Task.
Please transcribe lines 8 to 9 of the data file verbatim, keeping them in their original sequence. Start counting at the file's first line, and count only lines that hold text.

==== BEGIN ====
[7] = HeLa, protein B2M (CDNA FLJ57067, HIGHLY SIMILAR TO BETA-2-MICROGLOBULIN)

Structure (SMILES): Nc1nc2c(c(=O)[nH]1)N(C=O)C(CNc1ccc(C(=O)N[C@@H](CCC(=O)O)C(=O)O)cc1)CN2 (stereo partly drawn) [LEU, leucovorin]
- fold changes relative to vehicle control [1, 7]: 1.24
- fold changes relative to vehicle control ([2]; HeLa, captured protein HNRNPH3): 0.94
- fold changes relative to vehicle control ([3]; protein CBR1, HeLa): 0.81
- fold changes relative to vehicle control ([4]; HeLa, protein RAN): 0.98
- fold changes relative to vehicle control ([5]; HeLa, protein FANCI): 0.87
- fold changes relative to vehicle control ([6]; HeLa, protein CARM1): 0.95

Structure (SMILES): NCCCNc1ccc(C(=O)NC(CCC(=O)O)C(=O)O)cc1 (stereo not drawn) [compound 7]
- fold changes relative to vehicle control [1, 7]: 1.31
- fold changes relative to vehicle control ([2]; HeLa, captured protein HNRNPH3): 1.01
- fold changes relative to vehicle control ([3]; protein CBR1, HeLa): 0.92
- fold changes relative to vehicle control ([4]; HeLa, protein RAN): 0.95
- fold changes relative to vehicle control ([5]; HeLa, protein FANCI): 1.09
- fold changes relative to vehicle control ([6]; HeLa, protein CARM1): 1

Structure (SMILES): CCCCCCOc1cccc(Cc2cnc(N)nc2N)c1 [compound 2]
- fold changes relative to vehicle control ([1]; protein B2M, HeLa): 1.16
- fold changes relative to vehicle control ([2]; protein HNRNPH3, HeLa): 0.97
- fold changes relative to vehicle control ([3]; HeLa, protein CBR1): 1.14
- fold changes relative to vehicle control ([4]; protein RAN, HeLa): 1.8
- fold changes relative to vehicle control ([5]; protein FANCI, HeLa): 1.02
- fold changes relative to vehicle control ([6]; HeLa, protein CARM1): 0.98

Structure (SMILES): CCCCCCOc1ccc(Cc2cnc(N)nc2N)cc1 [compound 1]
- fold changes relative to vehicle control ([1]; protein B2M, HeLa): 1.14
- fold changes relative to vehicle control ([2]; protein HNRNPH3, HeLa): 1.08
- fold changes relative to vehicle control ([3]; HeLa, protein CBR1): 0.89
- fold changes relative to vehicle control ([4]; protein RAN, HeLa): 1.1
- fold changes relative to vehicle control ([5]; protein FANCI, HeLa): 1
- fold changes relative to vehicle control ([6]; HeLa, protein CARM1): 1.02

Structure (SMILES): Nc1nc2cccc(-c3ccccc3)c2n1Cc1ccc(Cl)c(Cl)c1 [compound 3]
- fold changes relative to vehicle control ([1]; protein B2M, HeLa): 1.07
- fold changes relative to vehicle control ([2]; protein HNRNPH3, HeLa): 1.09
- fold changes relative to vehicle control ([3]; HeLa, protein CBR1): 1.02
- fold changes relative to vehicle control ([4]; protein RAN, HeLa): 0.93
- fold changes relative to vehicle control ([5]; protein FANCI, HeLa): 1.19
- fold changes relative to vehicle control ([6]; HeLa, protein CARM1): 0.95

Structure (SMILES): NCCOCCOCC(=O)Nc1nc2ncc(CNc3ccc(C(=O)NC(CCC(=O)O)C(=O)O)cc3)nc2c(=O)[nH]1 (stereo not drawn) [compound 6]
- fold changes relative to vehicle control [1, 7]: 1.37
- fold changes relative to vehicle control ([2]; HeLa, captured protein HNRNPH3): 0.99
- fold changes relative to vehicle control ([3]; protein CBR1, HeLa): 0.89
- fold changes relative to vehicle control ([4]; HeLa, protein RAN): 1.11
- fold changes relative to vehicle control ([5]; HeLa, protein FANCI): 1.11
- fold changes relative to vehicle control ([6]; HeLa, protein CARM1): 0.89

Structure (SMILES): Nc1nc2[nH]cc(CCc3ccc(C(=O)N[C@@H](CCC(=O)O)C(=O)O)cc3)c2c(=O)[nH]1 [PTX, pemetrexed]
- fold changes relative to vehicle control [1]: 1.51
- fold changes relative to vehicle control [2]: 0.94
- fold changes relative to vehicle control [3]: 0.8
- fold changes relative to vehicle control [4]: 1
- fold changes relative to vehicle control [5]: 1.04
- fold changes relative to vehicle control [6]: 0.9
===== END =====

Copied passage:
- fold changes relative to vehicle control ([6]; HeLa, protein CARM1): 0.95

Structure (SMILES): NCCCNc1ccc(C(=O)NC(CCC(=O)O)C(=O)O)cc1 (stereo not drawn) [compound 7]